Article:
KINGSTON, R.I. – July 28, 2014 – Two nurse practitioners pursuing doctorates at the University of Rhode Island have been awarded scholarships from The Jonas Center for Nursing Excellence and Veterans Healthcare.
The grant is given by the New York-based foundation to organizations to prepare nurses in all 50 states to become nurse scientists and instructors in response to a shortage of faculty. The Jonas Nurse Leaders Scholar Program provides $20,000 over two years of study.
A limited supply of nurses with doctorates has had a significant impact on the ability of nursing schools to educate sufficient numbers of professionals needed to engage in the highest level of practice, research and scholarship, according to the center.
Brandi Parker Cotton and Katherine Simmonds will receive scholarships beginning in fall 2014.
Cotton, of Providence, R.I., and Simmonds, of Boston, Mass., provide care for youth and families in city neighborhood clinics.
Cotton is a family psychiatric nurse practitioner who specializes in treating children and adolescents. She works as a consultant for Gateway Healthcare Inc., a nonprofit behavioral health care organization based in Pawtucket, R.I.
Cotton intends to pursue research related to chronic housing instability among low-income families. Cotton wants to draw awareness to the barriers to well-being that insecure housing creates for children and families.
Simmonds coordinates the Women’s Health nurse practitioner specialty at the MGH Institute of Health Professions School of Nursing and teaches at the advanced practice level. She is a nurse practitioner at the hospital’s Chelsea-Roca teen health center.
Simmonds intends to conduct research relating to the values and preferences of health care providers and the quality of reproductive health care of young women who are members of racial, ethnic or gender minorities.
“There is also an aggressive leadership component to this award and both of these students are charged with doing a project with the Rhode Island Action Coalition to advance the landmark Future of Nursing report recommendations of the National Institute of Medicine and the Robert Wood Johnson Foundation,” said Lynne Dunphy, URI professor of nursing and associate dean of external affairs at the URI College of Nursing, the founding nursing co-leader of RIAC.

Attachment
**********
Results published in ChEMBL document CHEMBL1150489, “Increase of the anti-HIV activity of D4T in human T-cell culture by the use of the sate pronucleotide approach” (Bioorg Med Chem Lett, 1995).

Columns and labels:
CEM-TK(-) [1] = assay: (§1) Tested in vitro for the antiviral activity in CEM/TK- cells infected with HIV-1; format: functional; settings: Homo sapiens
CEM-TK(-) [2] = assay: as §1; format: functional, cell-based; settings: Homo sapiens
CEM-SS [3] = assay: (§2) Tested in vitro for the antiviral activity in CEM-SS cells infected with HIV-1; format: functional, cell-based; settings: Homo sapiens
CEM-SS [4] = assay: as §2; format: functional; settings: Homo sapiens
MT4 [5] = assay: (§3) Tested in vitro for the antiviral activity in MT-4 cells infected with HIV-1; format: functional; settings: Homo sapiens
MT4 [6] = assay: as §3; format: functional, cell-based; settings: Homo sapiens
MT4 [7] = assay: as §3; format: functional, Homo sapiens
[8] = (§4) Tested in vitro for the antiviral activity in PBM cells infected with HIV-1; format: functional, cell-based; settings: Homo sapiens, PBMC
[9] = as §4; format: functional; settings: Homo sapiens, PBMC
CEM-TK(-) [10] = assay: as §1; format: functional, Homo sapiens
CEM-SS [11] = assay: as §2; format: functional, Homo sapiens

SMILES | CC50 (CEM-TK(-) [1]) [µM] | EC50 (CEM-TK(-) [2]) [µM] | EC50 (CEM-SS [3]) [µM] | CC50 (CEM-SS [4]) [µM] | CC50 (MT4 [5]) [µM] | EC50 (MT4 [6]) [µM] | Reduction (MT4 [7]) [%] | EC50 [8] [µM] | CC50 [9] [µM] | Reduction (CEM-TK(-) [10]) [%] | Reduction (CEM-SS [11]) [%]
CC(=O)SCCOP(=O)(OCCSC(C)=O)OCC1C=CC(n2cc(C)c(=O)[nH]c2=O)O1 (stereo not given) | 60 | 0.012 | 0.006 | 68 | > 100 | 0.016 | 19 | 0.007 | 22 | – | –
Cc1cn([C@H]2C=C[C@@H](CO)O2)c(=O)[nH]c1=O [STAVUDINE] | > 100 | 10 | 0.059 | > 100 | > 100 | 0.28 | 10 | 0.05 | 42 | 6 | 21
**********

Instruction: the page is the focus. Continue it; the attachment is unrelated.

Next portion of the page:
Cotton, a master’s level graduate of Yale University School of Nursing, was a participant in the National Service Health Corps, which sends health professionals into underserved areas; those who fulfill contracts are given loan repayment assistance.
Through her service in Bridgeport, Conn., and Pawtucket, Cotton became aware of the problems associated with poverty-driven mobility – families forced to relocate due to financial strain, dangerous neighborhoods or environmental toxins.
Such research has been documented by public health researchers but overlooked by nursing, Cotton says. The literature also fails to grasp the qualitative experience of children. Housing instability places them at risk for substance abuse, mental health diagnoses, lack of compliance with vaccines, disrupted medical care, early sexual initiation and poor academic outcomes, the nurse practitioner says.
“It is critical to understand where children are most vulnerable in order to inform interventions and changes in public policy,” Cotton says.
“Observing these families’ struggle with chronic housing instability, it became clear that mental health care is more than medication management and psychotherapy; we can do better not only as individual practitioners but also as a health care community when we begin to address these broader systemic problems.”
The other Jonas scholar at URI is Simmonds, who holds a master’s degree in public health from the Harvard School of Public Health and received a master’s degree in nursing from the MGH Institute of Health Professions.
Simmonds, a frequently published author on the subject of unintended pregnancy and the inclusion of reproductive health in nursing education, is the founder and former director of the Reproductive Options Education Consortium for Nursing, and she continues to serve as an advisory member.
“From my own clinical experience providing sexual and reproductive health care to nonwhite, poor urban women and as a nursing professor, I have become interested in what we do and don’t teach future nurses about this aspect of patient care,” Simmonds says. “Specifically I am concerned about whether we teach nurses about the intersection between their personal values and professional responsibilities, especially when it comes to providing reproductive health care to vulnerable women.”
The Jonas Nurse Leaders Scholar Program was created in 2008 to support educational development of new nursing faculty and stimulate models for joint faculty appointments between schools of nursing and clinical affiliates.
URI doctoral-level nursing students Brandi Parker Cotton and Katherine Simmonds, 2014-2016 Jonas Scholars. URI Communications & Marketing photo by Nora Lewis.